On the larger scheme of things, Ethiopia’s sign of goodwill and dedication to the fair and equitable utilization principle can also be seen in the deferment of the ratification of the Cooperative Framework Agreement on the Nile (CFA) at a time when Egypt was being rocked by internal political struggle. It can be seen in the willingness to negotiate in the filling of the dam, extending the filling time up to 7 years when Ethiopia could fill it in 3 years notwithstanding the ridiculous claims of filling the dam in 12-20 years from the Egyptian side. If it was the case that Ethiopia had the design of being the sole controller of the Nile water or a hegemon in the region, all the concessions that Ethiopia had been making in good faith would not have been necessary. However, it is the intrinsic fear and mistrust ever-present in the narrative of Egypt that results in such statements that are actually a reflection of their own ambitions. It is therefore unfortunate that the international media has turned a blind eye to the objective truth and rather echoes Egypt’s narrative as usual.

The Solution

The stand of Egypt regarding the Nile waters has always been the same. History so far has shown and is showing that Egypt will only engage in an agreement as long as it keeps the status quo, the status quo being the 1959 “Agreement”. Yet, this claim to this “agreement” does not have any legal, political or moral basis to be imposed on non-signatory states who have been objecting to the “deal” in its entirety.

The United Nations Convention on the Law of Treaties of 1969 (i.e. the Vienna convention) clearly states that “an obligation arises for a third state from a provision of a treaty if the parties to the treaty intend the provision to be the means of establishing the obligation and the third State expressly accepts that obligation in writing.” There is nothing ambiguous about this article. As parties not privy to the 1959 “Agreement”, Ethiopia and the other upstream countries categorically denounce any obligation to it. Thus, clinging to the 1959 Treaty is going against the law and common sense.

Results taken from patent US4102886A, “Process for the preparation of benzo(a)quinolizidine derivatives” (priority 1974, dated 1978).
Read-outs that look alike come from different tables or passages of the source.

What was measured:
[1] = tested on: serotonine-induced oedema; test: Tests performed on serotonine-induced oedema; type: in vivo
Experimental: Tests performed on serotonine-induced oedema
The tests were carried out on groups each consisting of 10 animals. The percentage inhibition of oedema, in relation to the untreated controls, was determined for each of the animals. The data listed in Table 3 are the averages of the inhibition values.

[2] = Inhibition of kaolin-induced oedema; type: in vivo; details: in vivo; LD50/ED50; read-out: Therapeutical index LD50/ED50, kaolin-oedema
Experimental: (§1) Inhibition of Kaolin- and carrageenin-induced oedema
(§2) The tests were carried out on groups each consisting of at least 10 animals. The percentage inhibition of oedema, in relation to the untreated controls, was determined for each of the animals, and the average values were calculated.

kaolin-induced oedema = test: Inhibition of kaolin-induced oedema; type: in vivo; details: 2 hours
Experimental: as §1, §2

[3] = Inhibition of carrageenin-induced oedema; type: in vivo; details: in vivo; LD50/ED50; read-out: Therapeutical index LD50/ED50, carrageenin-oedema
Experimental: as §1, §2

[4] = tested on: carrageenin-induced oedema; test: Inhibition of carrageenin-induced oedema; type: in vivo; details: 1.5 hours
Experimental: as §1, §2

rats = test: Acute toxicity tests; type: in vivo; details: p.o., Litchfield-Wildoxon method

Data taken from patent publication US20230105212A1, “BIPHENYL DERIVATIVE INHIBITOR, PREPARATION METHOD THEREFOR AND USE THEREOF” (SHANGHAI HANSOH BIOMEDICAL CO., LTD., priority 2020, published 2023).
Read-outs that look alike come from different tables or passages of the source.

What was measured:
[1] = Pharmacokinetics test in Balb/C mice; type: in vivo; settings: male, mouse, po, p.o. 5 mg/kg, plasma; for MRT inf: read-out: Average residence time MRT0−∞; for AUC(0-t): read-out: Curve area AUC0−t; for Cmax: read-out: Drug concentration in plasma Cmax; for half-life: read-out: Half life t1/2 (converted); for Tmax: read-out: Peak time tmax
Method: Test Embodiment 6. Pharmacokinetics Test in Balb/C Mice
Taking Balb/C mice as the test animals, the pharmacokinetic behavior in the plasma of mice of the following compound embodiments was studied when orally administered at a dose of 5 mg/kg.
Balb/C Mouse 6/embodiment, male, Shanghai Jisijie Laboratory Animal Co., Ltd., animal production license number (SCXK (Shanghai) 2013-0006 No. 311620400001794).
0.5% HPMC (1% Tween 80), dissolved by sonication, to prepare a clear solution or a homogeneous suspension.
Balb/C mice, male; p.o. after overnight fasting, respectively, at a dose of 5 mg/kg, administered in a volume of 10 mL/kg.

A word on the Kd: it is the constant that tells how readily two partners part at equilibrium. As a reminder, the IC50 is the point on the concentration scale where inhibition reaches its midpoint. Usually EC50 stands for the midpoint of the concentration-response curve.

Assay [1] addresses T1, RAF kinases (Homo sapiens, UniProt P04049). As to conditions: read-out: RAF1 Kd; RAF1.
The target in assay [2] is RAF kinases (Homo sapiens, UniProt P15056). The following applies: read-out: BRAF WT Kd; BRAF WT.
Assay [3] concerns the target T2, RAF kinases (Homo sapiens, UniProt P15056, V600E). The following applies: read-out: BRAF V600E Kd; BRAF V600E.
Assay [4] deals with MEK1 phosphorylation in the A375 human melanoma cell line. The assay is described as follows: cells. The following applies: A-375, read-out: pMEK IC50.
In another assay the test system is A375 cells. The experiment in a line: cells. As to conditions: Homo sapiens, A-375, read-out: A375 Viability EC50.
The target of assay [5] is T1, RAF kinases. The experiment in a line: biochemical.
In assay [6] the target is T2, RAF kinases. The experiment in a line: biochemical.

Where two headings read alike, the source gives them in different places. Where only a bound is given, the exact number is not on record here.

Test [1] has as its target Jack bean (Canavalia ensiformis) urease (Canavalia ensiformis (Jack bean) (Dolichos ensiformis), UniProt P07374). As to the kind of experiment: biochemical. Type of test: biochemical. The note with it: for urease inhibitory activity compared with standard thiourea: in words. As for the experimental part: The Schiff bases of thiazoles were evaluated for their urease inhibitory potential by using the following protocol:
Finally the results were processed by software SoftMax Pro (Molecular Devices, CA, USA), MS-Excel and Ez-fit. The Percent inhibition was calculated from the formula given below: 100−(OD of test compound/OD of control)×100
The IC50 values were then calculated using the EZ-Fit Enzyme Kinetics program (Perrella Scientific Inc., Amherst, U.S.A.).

If there was a genuine goodwill to come to an equitable water use instead of maintaining the status quo , Egypt would have acceded to the CFA. If there was sincere political will on Egypt’s side to come to an agreement with its brother riparian states, the three countries could have resolved the GERD dispute by themselves. There was no need for Egypt to take the GERD talks outside outside the three countries, outside Africa, beyond the African Union, to Washington, DC where Egypt feels it has leverage.

If there was a genuine willingness to come to a fair and equitable arrangement, Egypt would not have shifted the negotiation on the filling of the GERD into a water allocation issue and changing goalposts again and again. Even the fact that Egypt considers war and conflict as a “possible” option while negotiation and diplomacy is being placed as the first and last solution by Ethiopia speaks volumes on the values held by these countries. What is needed is  fair and serious talks as aptly put by Ethiopia`s minister of foreign affairs, Gedu Andargachew.

Water allocation, utilization, and management of a transboundary river basin is an issue that should be decided with all the basin countries in the equation, not between a subset of the countries and most definitely not hinging on a single project regardless of the significance of the project. If indeed Egypt is not guilty of ambitions of being a hegemon in the region or  in control of the whole of the Nile water and  if it has  genuine interest in the  fair and equitable use of the Nile , then the avenue is still open. Come back to the table and agree to the CFA. That is the only proper medium where we can collectively talk about water allocation. Until that happens, enough with the mischaracterization and playing the victim, when in fact a tremendous of goodwill and courtesy has been and is being extended towards Egypt for the sake of peace and brotherhood. We have lived together for thousands of years, tied by this lifeline of a river that is the Nile and we will live so for thousands more. The only way forward is together. AS 

Editor’s Note: Mekdelawit Messay Deribe is an independent scholar researching on the Nile. She can be reached at